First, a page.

Sunday 17 May 2020 Mini-Message

Read John 10 1-10 ‘I am the gate’

Happy birthday Norman, we went to Sunday school together, started school together and, years later, both of us found ourselves in a foreign field -Brasil for me and Cambodia for Norman. Starting school, a gateway experience, a challenge, but it helps greatly if you have a friend who is in the same boat.

A few years later we both studied for the Scripture exam, today’s passage was one we had to look at. One of the ‘I ams’ of John’s gospel, ‘I am the gate’ in this case of the sheepfold. This is a word picture, it shifts and shimmers in its meaning, at first there is some sort of physical gate with the shepherd going in and out. There is also a gatekeeper who opens the gate for the shepherd. Then we move beyond the merely physical ‘So Jesus said again ….. “I am the gate for the sheep.”

As so often with John’s gospel we start off paddling in the shallow end -this is a pretty straightforward saying after all, Jesus is the good shepherd who ‘calls his own sheep by name and he leads them out’. That’s us we think. But we find ourselves getting a bit out of our depth with this switch to ‘I am the gate’.

Pause here to ponder on what this means. Is it a wide gate, a narrow one, open or shut, are you inside or outside? It clearly leads on to the next ‘I am’ –‘the good shepherd who lays down his life for the sheep’.

I imagine that readers will be very familiar with what this passage has to say about Jesus, where might we fit in – merely as sheep? What if we could imagine ourselves as gatekeepers? ‘The gatekeeper opens the gate for him’

We think that gates are to keep undesirables, (people and animals) out. Let us try thinking that they are there to allow people and animals in. This then invites the thought, are Christians seen as those who ‘guard the gates’, with a sort of fortress mentality against ……….  ‘this, that and especially the other!’

If there are such Christians, guardians, then they clearly have good intentions, for example a concern for truth, for that which is right, for that which is God’s will.

Suppose, however, that Christians are ‘gate keepers’, holding the gate open, ready with phrases such as ‘come on in’, ‘so lovely to see you’ with a welcoming smile to accompany such greetings. Might they not also be concerned with truth, with that which is right, with that which is God’s will?

Of course, I exaggerate as if there is a clear-cut division. Even so, the point still has some validity in that we are often seen by others as guardians rather than gate keepers. Christians often see themselves as guardians -especially of truth.

Is it not healthier to see that Jesus is the Guardian, ‘the sheep hear his voice, …. and he leads them out’. A few verses on we read, ‘I am the gate. Whoever comes in by me will be saved; he will come in and go out and find pasture.’

That leaves us with the privilege of being gate keepers, we do not own truth, we serve, we point to Jesus who in Ch.14 says ‘I am the truth’.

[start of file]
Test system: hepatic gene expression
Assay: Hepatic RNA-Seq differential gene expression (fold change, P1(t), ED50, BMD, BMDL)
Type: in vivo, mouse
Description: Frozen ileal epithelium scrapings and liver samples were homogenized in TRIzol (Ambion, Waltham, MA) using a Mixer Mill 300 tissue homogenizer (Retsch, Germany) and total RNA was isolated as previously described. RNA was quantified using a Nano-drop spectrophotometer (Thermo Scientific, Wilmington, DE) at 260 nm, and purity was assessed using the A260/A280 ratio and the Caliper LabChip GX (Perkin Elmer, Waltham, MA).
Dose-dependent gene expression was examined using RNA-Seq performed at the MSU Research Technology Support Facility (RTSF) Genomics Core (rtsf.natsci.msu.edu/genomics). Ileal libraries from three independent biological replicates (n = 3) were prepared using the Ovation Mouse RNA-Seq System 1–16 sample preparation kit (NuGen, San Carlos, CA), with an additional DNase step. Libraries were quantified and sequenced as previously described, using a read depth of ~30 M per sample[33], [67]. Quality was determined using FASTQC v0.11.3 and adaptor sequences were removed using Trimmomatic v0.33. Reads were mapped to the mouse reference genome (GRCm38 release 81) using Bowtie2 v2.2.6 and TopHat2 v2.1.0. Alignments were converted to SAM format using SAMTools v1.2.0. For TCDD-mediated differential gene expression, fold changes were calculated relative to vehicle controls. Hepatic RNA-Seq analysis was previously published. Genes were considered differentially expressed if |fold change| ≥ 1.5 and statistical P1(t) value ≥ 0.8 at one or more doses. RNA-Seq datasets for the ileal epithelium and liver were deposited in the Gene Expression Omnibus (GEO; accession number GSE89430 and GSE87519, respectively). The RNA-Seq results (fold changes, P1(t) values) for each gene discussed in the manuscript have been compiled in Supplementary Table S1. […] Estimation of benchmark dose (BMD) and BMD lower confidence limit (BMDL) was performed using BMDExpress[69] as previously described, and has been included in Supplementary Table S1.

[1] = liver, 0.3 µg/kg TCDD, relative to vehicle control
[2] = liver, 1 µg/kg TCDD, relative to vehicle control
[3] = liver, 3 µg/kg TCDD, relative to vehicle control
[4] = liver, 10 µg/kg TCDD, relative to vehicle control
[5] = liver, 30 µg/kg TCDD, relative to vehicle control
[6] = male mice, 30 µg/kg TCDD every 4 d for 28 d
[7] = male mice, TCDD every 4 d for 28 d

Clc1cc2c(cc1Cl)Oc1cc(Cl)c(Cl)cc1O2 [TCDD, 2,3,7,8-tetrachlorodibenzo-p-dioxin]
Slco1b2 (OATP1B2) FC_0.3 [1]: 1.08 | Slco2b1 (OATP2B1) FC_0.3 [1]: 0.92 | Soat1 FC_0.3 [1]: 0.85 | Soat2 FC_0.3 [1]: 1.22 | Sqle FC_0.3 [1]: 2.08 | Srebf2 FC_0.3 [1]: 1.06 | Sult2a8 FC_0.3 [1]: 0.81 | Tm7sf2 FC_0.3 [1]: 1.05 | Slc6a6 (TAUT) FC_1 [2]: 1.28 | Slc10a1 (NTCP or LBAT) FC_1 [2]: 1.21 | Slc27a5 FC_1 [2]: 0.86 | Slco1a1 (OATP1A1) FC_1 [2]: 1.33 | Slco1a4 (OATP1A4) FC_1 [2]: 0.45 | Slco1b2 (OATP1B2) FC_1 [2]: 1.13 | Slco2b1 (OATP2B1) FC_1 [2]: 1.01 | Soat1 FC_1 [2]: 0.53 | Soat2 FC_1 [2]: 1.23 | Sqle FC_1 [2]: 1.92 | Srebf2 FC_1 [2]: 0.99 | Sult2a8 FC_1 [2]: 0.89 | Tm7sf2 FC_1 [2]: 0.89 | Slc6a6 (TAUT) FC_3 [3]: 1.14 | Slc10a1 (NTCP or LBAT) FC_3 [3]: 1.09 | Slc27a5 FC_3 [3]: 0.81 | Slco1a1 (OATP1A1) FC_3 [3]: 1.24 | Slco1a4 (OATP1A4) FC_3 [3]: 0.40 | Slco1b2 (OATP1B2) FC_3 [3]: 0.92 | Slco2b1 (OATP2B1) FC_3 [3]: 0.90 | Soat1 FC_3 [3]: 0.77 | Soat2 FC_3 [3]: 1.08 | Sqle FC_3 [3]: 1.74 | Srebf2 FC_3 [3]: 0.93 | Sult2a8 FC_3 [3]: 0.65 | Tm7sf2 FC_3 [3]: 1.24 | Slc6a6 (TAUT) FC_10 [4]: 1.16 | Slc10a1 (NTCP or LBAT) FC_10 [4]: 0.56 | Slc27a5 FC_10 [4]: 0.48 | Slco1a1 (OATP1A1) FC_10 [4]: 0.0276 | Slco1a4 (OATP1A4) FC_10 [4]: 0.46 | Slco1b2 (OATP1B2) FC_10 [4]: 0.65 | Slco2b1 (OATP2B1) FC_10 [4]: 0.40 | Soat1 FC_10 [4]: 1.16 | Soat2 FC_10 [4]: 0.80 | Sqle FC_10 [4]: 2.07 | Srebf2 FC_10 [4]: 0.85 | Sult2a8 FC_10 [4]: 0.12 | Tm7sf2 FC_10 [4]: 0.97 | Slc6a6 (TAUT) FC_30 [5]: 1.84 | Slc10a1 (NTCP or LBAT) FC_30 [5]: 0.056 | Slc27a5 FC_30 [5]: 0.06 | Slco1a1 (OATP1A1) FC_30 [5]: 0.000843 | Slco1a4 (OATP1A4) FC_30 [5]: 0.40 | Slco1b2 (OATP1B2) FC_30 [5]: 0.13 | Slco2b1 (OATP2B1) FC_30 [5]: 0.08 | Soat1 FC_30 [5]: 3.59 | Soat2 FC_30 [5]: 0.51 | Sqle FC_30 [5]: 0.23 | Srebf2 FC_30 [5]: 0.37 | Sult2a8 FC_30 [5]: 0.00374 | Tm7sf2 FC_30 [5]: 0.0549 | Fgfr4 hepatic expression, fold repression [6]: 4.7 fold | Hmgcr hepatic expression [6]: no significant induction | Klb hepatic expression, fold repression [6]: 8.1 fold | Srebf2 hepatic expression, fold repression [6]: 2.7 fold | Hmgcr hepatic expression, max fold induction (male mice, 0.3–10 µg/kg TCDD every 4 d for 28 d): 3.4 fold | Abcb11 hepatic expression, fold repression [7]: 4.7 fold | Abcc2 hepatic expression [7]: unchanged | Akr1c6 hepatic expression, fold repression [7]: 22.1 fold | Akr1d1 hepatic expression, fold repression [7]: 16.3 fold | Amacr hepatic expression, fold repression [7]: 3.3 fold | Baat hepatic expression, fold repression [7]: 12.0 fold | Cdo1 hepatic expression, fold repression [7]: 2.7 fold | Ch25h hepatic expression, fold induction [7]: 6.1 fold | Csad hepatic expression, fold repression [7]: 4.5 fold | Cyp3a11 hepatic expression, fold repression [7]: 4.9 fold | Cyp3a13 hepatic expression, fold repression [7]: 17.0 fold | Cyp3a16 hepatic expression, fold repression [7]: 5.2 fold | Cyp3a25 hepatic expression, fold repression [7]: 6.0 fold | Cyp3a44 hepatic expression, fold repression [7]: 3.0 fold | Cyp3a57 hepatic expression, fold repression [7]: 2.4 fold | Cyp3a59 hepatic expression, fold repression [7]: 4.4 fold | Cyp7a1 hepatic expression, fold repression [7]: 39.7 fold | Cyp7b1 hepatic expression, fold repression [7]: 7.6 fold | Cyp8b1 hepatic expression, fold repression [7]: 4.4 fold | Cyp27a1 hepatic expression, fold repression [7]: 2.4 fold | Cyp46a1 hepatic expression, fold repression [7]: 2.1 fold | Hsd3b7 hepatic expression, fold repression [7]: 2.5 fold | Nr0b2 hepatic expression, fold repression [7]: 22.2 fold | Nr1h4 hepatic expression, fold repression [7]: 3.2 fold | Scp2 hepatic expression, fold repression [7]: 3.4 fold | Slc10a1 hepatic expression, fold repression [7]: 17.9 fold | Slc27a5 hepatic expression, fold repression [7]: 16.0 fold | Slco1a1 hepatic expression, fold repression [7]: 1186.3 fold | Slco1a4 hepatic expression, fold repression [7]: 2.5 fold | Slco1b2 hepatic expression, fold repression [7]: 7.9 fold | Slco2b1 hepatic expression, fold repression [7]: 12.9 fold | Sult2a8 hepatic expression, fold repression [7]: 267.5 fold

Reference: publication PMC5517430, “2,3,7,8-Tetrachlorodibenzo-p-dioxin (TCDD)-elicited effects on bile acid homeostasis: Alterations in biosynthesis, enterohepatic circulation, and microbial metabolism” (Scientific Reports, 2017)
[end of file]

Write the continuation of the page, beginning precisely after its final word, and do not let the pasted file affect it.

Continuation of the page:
If we look at the incident that leads up to the ‘I am the gate’ saying, we hear the story of the healing of the man born blind. That does not end well for the Pharisees who we are told had said, ‘This man (Jesus) cannot be from God; he does not keep the sabbath’. That chapter concludes with a question from some of the Pharisees, “ ‘Do you mean that we are blind?’.’If you were blind’, said Jesus, ‘you would not be guilty, but because you claim to see, your guilt remains.’

There can be a danger in claiming to see what is right, claiming to know the truth, to know God’s will in ways which end up dishonouring God, the blindness of certainty, of ‘we know that this man who cured you is a sinner’. In this incident   the Pharisees had seen themselves as guardians, as truth owners.

As a Christian I would be bold enough to say I know the truth, not in the sense of a set of propositions or doctrines, but in the sense of truth personified in Jesus. Thus I would try to do what is right what is God’s will through following the teaching and example of Jesus Christ -or as the wristband has it, WWJD? This also means that in as much as it lies with me I would hope to be a gate keeper -not a guardian.             ( If I were a guardian, I wouldn’t let myself in!)

After years of lost contact I met up with Norman a year or two ago, how would it go? It was great. Which leaves me with a final thought. If anybody reading this feels that they would like to re establish what might have been a childish trust in Jesus then be assured of a welcome from the gate, from the good shepherd.

Prayer We give thanks for those who have been gatekeepers in our lives, for those who have been our accompanying friends through the gateway experiences of life. Above all we give thanks for your love through Jesus Christ the Good Shepherd. Amen

About Robert Draycott

After training at Regent's Park College Oxford for the Baptist Ministry I was ordained in 1976. My first Church was Wollaston in Northamptonshire. Then our whole family moved to Brasil where I served with the BMS in a variety of roles including teaching Theology and Biblical studies in Campo Grande. From 1992 -2010 I was Chaplain and Head of RS at Eltham College. I was Interim Minister of Eltham URC 2012-14, before moving to Gloucester in 2015.
This entry was posted in Mini-Message. Bookmark the permalink.